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State and Twin Cities leaders dither while vulnerable residents live in fear and increasing danger.
Over a year after the intersection at East 38th Street and Chicago Avenue was blocked off from traffic, creating a makeshift autonomous zone in the heart of Minneapolis, Mayor Jacob Frey ordered city crews to dismantle the barriers. The area has become notorious for nightly shootings and lawlessness that imprisoned the people who live and work there. But just hours after the barriers came down at the hands of city crews, the “gatekeepers” of George Floyd Square erected new ones, ignoring the toothless warnings of the mayor. Less than one week later, city crews repeated the effort. Again, the barriers were re-erected. And the mayor could only claim this is part of a “three-phase reopening” plan.
The scene at 38th and Chicago is a small part of the larger dystopian wasteland that Minneapolis is quickly becoming. Residents and business owners are subject to nightly terror. None of the destructiveness comes at the hands of police or as a manifestation of systemic racism in law enforcement, as many radical activists like to claim. It’s the consequence of too few police on the streets, of politicians defending criminals instead of victims, and of unconditioned vilification of the law enforcement officers who pledge to protect the communities they serve.
On May 30, just over one year after George Floyd died on the street outside Cup Foods in Minneapolis, hundreds of disgruntled citizens gathered to demand justice and an end to the violence. This wasn’t a demonstration against the police. It was a call for peace in a city ravaged by bloodshed. Record-high carjackings and violent assaults, more illegal firearms on the streets, innocent children brutally gunned down, road racing killing innocent bystanders: The criminals now control the streets of Minneapolis, and spineless, ineffectual political leaders will not stop them.
The untenable violence destroying the Twin Cities is the result of a failure of civic leaders to protect their citizens and support our law enforcement. And it’s only going to get worse.
It has been a stunning fall for a metro area that was once named by Forbes Magazine as America’s Safest City. Now, in the midst of its self-destruction, three children under the age of 10 were shot within weeks of each other. Two — 9-year-old Trinity Ottoson-Smith and 6-year-old Aniya Allen — died from their injuries. Their deaths symbolize the chaotic violence in many urban neighborhoods with a cycle of lawlessness and hopelessness from which they might not return. Trinity was at a birthday party, jumping on a trampoline. Aniya was eating a Happy Meal in the backseat of her mother’s car. Aniya’s grandfather, longtime community activist K.G. Wilson, says defunding the police is “the craziest thing I’ve ever heard…if I was a criminal, I would support it. I would love it.” He told the Daily Mail on May 27, “We are here to tell you today that we need police. We need the sheriff…That’s why I got one murdered grandchild and I’m at the hospital right now for two families of two children who’ve been shot.”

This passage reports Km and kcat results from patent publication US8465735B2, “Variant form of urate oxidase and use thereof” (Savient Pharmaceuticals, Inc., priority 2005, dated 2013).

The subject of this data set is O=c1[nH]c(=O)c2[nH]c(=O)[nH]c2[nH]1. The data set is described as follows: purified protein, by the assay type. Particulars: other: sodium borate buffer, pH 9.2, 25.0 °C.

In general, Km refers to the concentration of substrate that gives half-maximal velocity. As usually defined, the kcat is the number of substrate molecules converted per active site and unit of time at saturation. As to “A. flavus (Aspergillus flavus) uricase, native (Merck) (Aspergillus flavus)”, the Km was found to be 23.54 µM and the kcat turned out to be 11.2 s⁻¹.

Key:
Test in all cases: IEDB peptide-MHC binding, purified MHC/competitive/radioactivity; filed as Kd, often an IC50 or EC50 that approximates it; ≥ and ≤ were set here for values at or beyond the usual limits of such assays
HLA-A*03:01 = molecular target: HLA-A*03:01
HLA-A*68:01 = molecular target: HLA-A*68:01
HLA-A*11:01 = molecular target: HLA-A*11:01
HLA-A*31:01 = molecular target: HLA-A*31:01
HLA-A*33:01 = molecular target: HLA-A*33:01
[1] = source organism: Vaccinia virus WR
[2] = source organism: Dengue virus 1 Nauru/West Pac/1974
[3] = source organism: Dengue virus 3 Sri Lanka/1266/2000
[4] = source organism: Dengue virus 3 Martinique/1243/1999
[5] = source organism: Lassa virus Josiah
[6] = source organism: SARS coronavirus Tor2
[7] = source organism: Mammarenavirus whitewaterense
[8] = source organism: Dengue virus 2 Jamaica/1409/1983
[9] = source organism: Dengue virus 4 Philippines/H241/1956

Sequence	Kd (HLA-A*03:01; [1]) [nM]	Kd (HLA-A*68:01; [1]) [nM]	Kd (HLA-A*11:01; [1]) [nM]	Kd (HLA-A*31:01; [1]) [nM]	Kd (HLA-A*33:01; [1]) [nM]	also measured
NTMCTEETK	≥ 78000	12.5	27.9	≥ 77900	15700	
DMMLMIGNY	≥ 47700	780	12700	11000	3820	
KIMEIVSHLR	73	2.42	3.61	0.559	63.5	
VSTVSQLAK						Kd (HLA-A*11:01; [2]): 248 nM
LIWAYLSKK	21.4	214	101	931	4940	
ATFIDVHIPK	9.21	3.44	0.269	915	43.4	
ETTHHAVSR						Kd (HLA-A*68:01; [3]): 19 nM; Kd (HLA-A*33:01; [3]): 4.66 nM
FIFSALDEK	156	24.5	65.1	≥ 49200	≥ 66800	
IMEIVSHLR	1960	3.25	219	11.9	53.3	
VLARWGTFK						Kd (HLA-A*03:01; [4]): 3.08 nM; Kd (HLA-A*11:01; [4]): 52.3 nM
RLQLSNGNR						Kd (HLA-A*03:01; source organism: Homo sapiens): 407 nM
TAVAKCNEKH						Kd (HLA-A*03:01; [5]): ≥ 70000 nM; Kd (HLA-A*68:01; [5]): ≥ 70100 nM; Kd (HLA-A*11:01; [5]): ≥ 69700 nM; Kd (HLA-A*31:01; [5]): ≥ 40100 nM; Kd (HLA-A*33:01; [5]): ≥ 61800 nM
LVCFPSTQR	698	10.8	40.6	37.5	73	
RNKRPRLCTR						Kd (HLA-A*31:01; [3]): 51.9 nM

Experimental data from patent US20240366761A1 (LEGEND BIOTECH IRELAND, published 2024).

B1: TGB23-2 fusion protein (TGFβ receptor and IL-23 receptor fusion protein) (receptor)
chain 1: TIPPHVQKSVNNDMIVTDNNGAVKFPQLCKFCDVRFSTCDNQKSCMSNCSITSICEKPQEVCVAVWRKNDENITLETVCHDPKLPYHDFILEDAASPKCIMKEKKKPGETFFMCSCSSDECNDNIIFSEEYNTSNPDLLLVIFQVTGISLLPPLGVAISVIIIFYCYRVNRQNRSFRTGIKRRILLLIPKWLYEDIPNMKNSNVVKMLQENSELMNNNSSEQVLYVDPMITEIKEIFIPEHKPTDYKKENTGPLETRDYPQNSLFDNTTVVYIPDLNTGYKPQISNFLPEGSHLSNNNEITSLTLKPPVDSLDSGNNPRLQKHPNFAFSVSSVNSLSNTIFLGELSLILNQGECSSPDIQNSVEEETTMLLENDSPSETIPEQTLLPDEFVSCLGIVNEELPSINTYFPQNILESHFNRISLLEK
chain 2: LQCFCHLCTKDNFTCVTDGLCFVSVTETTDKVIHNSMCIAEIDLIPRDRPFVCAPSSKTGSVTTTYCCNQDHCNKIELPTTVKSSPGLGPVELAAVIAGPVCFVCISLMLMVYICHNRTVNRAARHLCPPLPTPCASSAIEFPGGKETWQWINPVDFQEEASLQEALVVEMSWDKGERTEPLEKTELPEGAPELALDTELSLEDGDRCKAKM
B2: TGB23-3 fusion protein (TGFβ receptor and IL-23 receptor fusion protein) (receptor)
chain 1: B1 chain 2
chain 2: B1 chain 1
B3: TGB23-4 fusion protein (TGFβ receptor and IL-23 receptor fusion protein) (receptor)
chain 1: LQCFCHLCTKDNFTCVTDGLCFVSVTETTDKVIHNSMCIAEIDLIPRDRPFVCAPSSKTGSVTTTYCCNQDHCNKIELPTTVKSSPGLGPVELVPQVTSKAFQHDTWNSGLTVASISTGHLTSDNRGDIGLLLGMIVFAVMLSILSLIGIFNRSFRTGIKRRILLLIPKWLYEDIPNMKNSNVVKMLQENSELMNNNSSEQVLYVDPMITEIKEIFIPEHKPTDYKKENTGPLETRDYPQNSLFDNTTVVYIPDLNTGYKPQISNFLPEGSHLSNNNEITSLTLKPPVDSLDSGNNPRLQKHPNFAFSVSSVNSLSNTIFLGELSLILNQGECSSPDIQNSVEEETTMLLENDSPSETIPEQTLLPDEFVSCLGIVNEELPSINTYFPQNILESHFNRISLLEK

People from across the metro area voice concern about the downward trajectory of Minneapolis. Diane, a Bloomington resident, used to frequent Hennepin Theater District restaurants. She doubts that she’ll ever return. “Why would I go downtown now?” she says, declining to provide her last name because of cancel culture as much as safety issues. “A night out is supposed to be a fun experience, but how much fun is it to worry about getting back to your car safely or what might be going on in the street outside the restaurant?”
A June Thinking Minnesota Poll showed that only four percent of respondents visited Minneapolis more frequently over the past year, while 58 percent did so less often. This majority likely won’t change this habit anytime soon, as 54 percent of Minnesotans believe Minneapolis won’t feel safe again for at least a year or two, while 19 percent say the city will never be safe enough again for them.
The violence shows no signs of slowing down. A shooting outside a downtown nightclub left two people dead and eight injured. Charlie Johnson, a mechanical engineering student at the University of St. Thomas, died just hours before he was scheduled to walk the stage at his graduation ceremony. The Memorial Day weekend more closely resembled the battlefields of soldiers we traditionally honor. From Saturday night into Sunday, seven people were shot, caught in the crossfire of gang-related disputes. One man died of his injuries at North Memorial Medical Center. With a police force reduced by nearly 300 officers from plunging morale, overwhelming stress and lack of political support, the city is surrendering its civility.